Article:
Retiring from teaching in 1986, Vernon kept working on a research fellowship before he moved to Hervey Bay with Lucy.

"I guess I only started taking documenting copepods seriously after 1986," Vernon said.

"The exciting part about Hervey Bay is there were four new species discovered here.

"They are the most abundant animals on the face of this earth.

Earlier in life, Vernon would walk more than a kilometre out at Point Vernon at low tide to collect seaweed in a bucket.

"I grab a handful of seaweed and I pour in a bottle of soda water which because of the carbon dioxide levels makes the copepods act drunk and fall off the seaweed," he said.

"Then I take out the seaweed and drain as much water as possible and in the bottom are about 50 to 100 of the little animals."

Vernon said it take him about 50 hours to complete a discovery of a new species.

Now most of Vernon's time is spent researching, sketching or studying them with the intention of publishing his book with the Smithsonian before "my body is incinerated and my atoms are released to the universe once more."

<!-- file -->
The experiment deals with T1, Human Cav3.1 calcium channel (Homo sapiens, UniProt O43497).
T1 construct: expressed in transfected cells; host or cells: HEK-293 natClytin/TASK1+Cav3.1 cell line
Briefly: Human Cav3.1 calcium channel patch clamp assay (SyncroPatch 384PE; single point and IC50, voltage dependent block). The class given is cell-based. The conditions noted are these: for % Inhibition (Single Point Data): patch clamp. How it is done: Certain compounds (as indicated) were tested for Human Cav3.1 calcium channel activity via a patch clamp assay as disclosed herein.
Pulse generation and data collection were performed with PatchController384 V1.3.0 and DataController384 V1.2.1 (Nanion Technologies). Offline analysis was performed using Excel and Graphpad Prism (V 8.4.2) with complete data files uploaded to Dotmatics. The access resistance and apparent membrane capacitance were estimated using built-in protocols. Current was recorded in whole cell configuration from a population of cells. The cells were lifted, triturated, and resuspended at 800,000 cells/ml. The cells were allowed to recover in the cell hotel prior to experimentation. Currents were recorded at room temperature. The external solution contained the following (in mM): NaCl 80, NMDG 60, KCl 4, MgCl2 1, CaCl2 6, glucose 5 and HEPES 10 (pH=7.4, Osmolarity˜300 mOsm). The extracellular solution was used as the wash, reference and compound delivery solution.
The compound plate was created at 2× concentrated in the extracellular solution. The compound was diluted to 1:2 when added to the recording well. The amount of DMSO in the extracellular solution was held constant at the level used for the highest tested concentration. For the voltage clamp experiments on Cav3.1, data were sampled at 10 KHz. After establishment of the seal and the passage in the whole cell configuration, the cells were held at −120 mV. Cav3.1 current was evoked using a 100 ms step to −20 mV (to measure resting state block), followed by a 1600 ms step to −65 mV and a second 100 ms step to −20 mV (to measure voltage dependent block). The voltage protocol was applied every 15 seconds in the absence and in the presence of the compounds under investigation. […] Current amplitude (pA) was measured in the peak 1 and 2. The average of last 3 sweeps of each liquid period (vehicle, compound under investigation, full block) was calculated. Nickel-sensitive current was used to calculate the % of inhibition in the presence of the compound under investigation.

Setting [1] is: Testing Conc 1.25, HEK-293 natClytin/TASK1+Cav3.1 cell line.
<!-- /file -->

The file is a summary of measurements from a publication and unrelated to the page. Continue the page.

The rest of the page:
His wife passed away four years ago and his son Jonathan lives in Brisbane.

A bursary for nursing students in honour of Vernon's late wife Lucy was created in 2015 at the Fraser Coast campus of the Sunshine Coast University highlighting her work establishing a children's ward and medical clinics in Nigeria and assisting with research into sickle cell anaemia and child malnutrition.

He is an avid reader of non-fiction, doesn't own a television or radio and will continue, as long as he is able, to devote his life to scientific discovery and excellence.

"I don't regret anything in my life, If I had to go back and do it all again I wouldn't change a thing, its been too interesting," he said.

"I've had some incredible experiences."